From Pittsburg to Nashua, CASA’s new virtual training brings the classroom to your own home
The month of June saw a new milestone at CASA – the successful completion of its first two fully virtual training classes.
Two legal interns and 25 new volunteer advocates from 25 communities across New Hampshire and Vermont were the first to experience the new training that is a mix of “face-to-face” Zoom sessions with breakout groups and assignments in Google classroom.
“The opportunity to be trained virtually is safe and convenient, and I never felt I didn’t glean all the necessary training, discussion, role play, and coaching that is vital to preparing me for this role,” said training graduate Brittney Joyce. “The most surprising part of virtual training was how well our trainers fostered a sense of community among our group – simple asks like keeping our cameras on for the duration of training, putting participants into breakout discussions, and asking us icebreaker questions for the Zoom chat at the beginning of each session helped all participants feel more connected to each other.”
Like it does in the classroom, virtual training is interactive and collaborative and requires large and small group participation. It welcomes guest speakers, facilitates a virtual role play where volunteers can practice the types of conversations they’ll have with the various parties to a case and includes drafting a sample court report.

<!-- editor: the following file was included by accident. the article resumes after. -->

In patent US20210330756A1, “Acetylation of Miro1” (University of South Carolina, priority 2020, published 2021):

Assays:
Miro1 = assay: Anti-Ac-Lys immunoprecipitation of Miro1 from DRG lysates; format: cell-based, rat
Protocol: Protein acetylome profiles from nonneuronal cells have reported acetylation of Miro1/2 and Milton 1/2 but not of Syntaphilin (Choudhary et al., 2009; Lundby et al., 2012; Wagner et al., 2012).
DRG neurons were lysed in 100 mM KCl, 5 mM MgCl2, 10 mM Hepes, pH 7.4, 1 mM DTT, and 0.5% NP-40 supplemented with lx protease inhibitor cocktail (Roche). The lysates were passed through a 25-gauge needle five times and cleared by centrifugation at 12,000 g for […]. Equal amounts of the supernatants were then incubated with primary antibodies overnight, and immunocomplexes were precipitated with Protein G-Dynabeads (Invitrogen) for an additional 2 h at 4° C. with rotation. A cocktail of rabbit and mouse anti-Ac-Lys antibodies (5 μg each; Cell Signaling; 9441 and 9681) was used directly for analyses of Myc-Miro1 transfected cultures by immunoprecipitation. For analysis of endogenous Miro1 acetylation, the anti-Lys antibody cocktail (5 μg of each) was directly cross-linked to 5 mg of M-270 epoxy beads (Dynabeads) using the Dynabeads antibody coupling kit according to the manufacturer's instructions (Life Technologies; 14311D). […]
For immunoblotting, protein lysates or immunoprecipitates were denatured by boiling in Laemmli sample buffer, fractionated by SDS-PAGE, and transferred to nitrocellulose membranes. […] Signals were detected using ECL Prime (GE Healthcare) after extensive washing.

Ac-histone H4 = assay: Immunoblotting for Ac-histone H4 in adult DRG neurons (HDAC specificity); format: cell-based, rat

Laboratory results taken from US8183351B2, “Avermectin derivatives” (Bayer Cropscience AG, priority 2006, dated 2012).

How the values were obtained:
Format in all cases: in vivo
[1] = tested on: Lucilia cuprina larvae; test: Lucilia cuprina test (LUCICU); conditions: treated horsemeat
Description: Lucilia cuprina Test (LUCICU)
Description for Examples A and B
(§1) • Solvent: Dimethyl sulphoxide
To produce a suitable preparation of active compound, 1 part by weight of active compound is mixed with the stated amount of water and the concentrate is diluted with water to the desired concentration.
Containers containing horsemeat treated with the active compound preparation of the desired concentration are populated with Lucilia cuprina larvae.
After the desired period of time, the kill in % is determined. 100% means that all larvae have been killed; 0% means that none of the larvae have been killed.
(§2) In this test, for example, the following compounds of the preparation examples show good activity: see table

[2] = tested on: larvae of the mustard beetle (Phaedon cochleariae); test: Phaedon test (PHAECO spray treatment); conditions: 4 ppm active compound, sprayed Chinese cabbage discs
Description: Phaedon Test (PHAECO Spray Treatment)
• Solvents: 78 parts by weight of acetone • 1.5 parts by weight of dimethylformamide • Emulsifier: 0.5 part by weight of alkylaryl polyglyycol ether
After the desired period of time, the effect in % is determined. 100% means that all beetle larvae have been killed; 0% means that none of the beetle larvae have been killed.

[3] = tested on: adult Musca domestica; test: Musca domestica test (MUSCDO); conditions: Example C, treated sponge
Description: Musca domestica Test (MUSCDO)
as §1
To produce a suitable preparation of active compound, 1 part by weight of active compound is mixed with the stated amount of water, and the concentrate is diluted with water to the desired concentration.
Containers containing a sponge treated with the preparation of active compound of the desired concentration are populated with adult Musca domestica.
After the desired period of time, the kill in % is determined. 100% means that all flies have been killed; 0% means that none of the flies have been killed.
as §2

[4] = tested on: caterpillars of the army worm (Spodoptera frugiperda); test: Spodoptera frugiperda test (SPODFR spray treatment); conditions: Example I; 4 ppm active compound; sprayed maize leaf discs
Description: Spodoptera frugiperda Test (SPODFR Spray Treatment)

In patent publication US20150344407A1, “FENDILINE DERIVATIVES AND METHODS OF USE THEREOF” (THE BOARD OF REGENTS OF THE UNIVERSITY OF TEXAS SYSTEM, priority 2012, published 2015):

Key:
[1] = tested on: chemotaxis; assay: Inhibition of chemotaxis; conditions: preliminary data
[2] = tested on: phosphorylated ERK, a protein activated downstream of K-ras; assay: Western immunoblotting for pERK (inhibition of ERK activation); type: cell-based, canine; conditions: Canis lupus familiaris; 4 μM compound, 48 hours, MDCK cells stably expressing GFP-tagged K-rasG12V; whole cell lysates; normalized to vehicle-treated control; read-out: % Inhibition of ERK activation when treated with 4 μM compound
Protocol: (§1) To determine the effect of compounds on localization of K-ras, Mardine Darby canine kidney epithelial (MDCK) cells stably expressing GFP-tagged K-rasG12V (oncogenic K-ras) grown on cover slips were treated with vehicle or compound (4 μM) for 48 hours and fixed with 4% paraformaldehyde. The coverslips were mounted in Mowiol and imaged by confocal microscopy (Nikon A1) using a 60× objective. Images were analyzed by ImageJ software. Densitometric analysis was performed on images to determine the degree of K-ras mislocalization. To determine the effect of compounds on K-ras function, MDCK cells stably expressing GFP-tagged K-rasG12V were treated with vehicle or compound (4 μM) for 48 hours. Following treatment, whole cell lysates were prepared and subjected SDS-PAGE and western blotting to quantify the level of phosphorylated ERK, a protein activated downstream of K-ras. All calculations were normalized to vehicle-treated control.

Going virtual for training has also established the capability to train volunteers from every corner of the state at the same time to be ready to take new cases wherever they come in.
From in-person to online
For 31 years, CASA’s classroom-style training has been its cornerstone for preparing volunteers to provide courtroom advocacy for abused and neglected children. But when the governor issued a stay-at-home order in March, CASA’s training team took quick action not only to convert the final hours of its classroom training in Dover to complete the class online, but to create this fully-immersive virtual pre-service training. This new approach to safely providing training is critical for the coming months as the need for new volunteer advocates is significant ahead of an anticipated surge in new abuse and neglect cases.
“Within two weeks of the governor issuing his stay-at-home order, reports of abuse and neglected dropped by about 50 percent, not because it isn’t happening, but because it isn’t being seen by people like teachers and daycare providers who are the most common reporters,” said CASA CEO and President Marty Sink. “We have started to see cases being reported more as the state begins to re-open, but we are expecting a surge of many more in the coming months and we need to have advocates trained and ready to take those cases.”
Training available this summer and fall
CASA is accepting applicants for future virtual training sessions beginning Aug. 3, Sept. 16, Oct. 19 and Nov. 10. Interested volunteers can submit their applications today, or, join an upcoming virtual information session to learn more about the role CASA volunteer advocates play in the lives of New Hampshire’s abused and neglected children. Virtual info sessions happen every other Tuesday. Register for one here.
Please help us welcome Susan A., Alexandra, Jennifer, Steven, Barbara, Brittney, Robert, Pam, Lisa, Carolyn, Ellen, George, Cynthia, Ken, John A., Jean, Veronica, Martha, Paul, Jack, Susan G., Janine, Carol, Stephanie, Karen, John S. and Adam to CASA.